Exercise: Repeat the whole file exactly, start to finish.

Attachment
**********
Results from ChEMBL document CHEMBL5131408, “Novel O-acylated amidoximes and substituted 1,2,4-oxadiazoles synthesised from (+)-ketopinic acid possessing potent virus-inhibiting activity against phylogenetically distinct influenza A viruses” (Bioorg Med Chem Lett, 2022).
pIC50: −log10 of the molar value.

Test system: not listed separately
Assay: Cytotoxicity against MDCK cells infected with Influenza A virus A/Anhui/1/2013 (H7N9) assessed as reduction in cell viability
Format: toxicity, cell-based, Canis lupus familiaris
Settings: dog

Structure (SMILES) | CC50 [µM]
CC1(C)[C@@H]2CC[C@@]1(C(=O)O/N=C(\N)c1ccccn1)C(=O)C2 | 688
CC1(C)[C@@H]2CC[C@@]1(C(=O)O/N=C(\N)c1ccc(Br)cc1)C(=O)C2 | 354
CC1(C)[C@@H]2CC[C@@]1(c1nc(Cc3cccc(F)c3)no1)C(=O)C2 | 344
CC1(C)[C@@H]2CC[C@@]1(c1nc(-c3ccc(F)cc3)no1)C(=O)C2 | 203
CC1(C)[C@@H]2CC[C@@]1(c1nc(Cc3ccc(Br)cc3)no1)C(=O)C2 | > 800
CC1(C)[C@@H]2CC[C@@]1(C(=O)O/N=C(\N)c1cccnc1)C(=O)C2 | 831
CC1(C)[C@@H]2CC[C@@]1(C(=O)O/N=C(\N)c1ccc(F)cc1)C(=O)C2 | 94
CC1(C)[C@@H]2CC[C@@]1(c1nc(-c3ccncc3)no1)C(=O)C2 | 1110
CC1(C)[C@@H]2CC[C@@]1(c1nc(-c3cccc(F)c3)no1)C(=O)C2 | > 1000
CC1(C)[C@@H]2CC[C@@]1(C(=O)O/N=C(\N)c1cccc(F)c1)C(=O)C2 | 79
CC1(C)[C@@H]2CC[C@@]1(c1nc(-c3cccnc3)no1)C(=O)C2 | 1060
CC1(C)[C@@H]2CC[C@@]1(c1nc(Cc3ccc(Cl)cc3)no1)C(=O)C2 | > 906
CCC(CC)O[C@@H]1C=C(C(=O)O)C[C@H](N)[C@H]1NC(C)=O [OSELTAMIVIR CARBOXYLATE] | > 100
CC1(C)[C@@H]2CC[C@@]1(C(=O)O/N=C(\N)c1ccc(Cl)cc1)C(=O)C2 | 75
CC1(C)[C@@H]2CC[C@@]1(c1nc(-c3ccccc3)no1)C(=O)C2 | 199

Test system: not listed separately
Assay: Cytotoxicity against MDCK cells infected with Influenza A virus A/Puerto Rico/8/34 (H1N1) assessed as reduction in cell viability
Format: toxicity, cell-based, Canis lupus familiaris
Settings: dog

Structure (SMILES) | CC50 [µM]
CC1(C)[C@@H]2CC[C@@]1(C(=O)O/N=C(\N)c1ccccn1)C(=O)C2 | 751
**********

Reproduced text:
Results from ChEMBL document CHEMBL5131408, “Novel O-acylated amidoximes and substituted 1,2,4-oxadiazoles synthesised from (+)-ketopinic acid possessing potent virus-inhibiting activity against phylogenetically distinct influenza A viruses” (Bioorg Med Chem Lett, 2022).
pIC50: −log10 of the molar value.

Test system: not listed separately
Assay: Cytotoxicity against MDCK cells infected with Influenza A virus A/Anhui/1/2013 (H7N9) assessed as reduction in cell viability
Format: toxicity, cell-based, Canis lupus familiaris
Settings: dog

Structure (SMILES) | CC50 [µM]
CC1(C)[C@@H]2CC[C@@]1(C(=O)O/N=C(\N)c1ccccn1)C(=O)C2 | 688
CC1(C)[C@@H]2CC[C@@]1(C(=O)O/N=C(\N)c1ccc(Br)cc1)C(=O)C2 | 354
CC1(C)[C@@H]2CC[C@@]1(c1nc(Cc3cccc(F)c3)no1)C(=O)C2 | 344
CC1(C)[C@@H]2CC[C@@]1(c1nc(-c3ccc(F)cc3)no1)C(=O)C2 | 203
CC1(C)[C@@H]2CC[C@@]1(c1nc(Cc3ccc(Br)cc3)no1)C(=O)C2 | > 800
CC1(C)[C@@H]2CC[C@@]1(C(=O)O/N=C(\N)c1cccnc1)C(=O)C2 | 831
CC1(C)[C@@H]2CC[C@@]1(C(=O)O/N=C(\N)c1ccc(F)cc1)C(=O)C2 | 94
CC1(C)[C@@H]2CC[C@@]1(c1nc(-c3ccncc3)no1)C(=O)C2 | 1110
CC1(C)[C@@H]2CC[C@@]1(c1nc(-c3cccc(F)c3)no1)C(=O)C2 | > 1000
CC1(C)[C@@H]2CC[C@@]1(C(=O)O/N=C(\N)c1cccc(F)c1)C(=O)C2 | 79
CC1(C)[C@@H]2CC[C@@]1(c1nc(-c3cccnc3)no1)C(=O)C2 | 1060
CC1(C)[C@@H]2CC[C@@]1(c1nc(Cc3ccc(Cl)cc3)no1)C(=O)C2 | > 906
CCC(CC)O[C@@H]1C=C(C(=O)O)C[C@H](N)[C@H]1NC(C)=O [OSELTAMIVIR CARBOXYLATE] | > 100
CC1(C)[C@@H]2CC[C@@]1(C(=O)O/N=C(\N)c1ccc(Cl)cc1)C(=O)C2 | 75
CC1(C)[C@@H]2CC[C@@]1(c1nc(-c3ccccc3)no1)C(=O)C2 | 199

Test system: not listed separately
Assay: Cytotoxicity against MDCK cells infected with Influenza A virus A/Puerto Rico/8/34 (H1N1) assessed as reduction in cell viability
Format: toxicity, cell-based, Canis lupus familiaris
Settings: dog

Structure (SMILES) | CC50 [µM]
CC1(C)[C@@H]2CC[C@@]1(C(=O)O/N=C(\N)c1ccccn1)C(=O)C2 | 751